New research by The Boston Consulting Group (BCG) foresees large numbers of partially self-driving or autonomous cars with highway- and traffic-jam-autopilot functionality appearing on our roads by 2017. Fully autonomous driving is expected by 2025.

In September 2014, BCG surveyed more than 1,500 U.S. drivers as part of the research to determine their willingness to purchase an autonomous car. Fifty-five percent of respondents said they were likely or very likely to buy a partially autonomous car within around five years, while 44 percent would likely buy a fully autonomous car within approximately 10 years. The most important reasons for buying an autonomous car included lower insurance and fuel costs, increased safety, and the ability to multitask or be entertained while being transported.

Autonomous features are expected to initially cost between $2,000 and $10,000 per vehicle but, BCG predicts, the dollar amount will decline appreciably over the first 10 years. With favorable pricing strategies, the research finds, OEMs could achieve a 25 percent market penetration of autonomous vehicles by 2035.

OEMs are wasting no time in pursuing that market penetration. Bloomberg Businessweek (January 12) reports that automobile-related exhibit space — much of it dedicated to autonomous driving — at the International Consumer Electronics Show (CES) in Las Vegas, has more than doubled over the last five years, prompting one observer to comment that CES “has become an auto show.” Consumers are proving to be receptive.

Not so fast, is the message Emily Badger conveys in a Wonkblog post at washingtonpost.com (January 15, 2015). She points out that much debate remains about how autonomous cars will be adopted and what it will mean. In this regard, she lists “five confounding questions:”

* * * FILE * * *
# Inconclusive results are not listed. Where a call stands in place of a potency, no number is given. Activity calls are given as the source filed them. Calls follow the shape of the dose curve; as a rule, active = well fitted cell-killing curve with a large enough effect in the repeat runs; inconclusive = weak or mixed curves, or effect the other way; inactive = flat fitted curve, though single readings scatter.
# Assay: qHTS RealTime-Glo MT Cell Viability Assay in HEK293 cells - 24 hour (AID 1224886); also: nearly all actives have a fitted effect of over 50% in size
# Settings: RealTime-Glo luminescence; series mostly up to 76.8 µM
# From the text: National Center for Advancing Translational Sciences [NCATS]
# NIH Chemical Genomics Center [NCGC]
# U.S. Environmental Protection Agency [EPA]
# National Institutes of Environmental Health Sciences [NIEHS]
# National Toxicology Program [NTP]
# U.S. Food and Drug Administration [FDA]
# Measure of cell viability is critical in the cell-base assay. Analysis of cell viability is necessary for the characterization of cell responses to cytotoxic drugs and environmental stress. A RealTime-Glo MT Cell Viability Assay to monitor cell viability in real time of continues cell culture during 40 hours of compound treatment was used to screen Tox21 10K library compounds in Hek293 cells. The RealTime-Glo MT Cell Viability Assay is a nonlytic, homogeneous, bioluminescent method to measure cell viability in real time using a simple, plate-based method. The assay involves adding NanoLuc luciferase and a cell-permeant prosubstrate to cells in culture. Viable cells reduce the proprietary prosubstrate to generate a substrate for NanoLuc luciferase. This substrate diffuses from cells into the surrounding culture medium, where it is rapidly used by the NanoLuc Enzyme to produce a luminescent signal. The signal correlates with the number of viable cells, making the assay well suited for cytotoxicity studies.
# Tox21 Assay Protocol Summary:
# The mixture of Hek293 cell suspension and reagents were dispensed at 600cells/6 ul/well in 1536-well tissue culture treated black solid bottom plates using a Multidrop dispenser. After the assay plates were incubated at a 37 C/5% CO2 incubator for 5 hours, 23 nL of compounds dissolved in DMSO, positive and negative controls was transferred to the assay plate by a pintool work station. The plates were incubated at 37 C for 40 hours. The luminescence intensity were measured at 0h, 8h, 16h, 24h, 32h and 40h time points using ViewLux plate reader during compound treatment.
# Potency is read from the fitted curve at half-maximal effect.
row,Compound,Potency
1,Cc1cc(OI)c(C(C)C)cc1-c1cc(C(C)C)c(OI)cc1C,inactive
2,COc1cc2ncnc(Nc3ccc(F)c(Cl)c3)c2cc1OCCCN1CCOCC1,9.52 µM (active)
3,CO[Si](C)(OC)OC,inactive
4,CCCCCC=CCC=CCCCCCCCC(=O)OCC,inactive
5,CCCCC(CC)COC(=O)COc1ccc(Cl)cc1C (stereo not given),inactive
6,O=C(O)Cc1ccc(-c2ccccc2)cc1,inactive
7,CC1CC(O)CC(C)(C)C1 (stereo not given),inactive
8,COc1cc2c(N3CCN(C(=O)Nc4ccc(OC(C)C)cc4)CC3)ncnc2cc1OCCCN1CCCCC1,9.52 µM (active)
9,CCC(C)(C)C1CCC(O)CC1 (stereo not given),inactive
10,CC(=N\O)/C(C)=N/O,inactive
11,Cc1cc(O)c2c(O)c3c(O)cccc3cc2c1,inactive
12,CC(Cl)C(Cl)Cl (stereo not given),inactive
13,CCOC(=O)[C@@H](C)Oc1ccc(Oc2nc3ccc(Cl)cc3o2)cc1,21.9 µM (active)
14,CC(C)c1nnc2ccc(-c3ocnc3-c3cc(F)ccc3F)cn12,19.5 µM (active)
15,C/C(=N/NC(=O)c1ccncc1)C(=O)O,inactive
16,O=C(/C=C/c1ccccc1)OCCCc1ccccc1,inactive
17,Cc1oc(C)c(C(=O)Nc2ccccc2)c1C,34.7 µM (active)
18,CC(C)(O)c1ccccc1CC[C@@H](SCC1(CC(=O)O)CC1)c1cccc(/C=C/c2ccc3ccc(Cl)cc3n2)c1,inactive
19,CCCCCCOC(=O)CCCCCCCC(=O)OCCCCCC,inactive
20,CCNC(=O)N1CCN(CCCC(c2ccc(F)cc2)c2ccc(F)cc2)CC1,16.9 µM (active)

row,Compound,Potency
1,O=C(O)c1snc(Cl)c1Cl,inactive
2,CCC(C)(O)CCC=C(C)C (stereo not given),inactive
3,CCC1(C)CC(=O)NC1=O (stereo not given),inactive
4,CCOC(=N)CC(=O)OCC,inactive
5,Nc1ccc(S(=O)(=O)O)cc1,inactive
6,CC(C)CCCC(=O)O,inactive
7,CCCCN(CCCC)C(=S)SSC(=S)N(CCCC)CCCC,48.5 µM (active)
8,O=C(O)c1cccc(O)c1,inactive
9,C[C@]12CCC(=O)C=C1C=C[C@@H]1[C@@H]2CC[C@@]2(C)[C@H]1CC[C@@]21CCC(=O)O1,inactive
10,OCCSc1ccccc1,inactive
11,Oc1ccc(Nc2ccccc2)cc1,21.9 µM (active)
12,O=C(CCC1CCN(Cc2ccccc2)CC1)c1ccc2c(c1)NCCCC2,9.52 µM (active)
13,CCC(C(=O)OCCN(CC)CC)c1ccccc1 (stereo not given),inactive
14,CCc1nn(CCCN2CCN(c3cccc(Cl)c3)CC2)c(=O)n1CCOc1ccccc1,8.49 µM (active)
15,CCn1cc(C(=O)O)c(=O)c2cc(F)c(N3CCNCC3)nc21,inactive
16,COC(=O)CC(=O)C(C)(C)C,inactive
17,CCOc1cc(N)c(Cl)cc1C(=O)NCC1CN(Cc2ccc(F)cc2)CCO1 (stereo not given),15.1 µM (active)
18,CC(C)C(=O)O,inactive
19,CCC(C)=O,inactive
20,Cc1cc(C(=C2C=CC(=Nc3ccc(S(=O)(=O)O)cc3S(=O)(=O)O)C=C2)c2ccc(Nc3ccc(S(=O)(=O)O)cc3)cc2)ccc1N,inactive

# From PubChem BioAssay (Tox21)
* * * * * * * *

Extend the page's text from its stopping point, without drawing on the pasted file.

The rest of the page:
• Will consumers want to buy driverless cars?
• How will humans behave behind the self-driving wheel?
• Who will be liable when a driverless car crashes?
• How will driverless cars change our travel and consumption patterns?
• Is our infrastructure ready?

While Badger offers thought-provoking discussion on each of these issues, it is the penultimate question that holds the most import for car washers and detailers. Here, she offers two competing arguments. The first holds that autonomous cars will cause a decline in car ownership, becoming shared assets used only as needed; further, that total miles traveled will decrease because of new efficiencies. Neither of these outcomes augurs well for the car care industry.

Second, she argues equally as convincing for the opposite result: car ownership will rise because consumers will want to own more of them as their usefulness increases, and total miles traveled will move up since easier travel will encourage new trips not currently being undertaken. These are prospects all car washers can root for.

BCG points out that autonomous cars may accelerate the trend toward car sharing and ride sharing, which could negatively impact car sales in major cities. Badger sees this as possibly leading to city population growth because of convenient ownership-free transportation. On the other hand, she allows that autonomous cars could just as easily give rise to further suburban sprawl due to the commute becoming either a productive or entertaining ride.

The conclusion reached by BCG is not surprising: Mass adoption of self-driving technology will carry with it tremendous economic and societal benefits, while disrupting business as usual for many. We can count car washing among the many.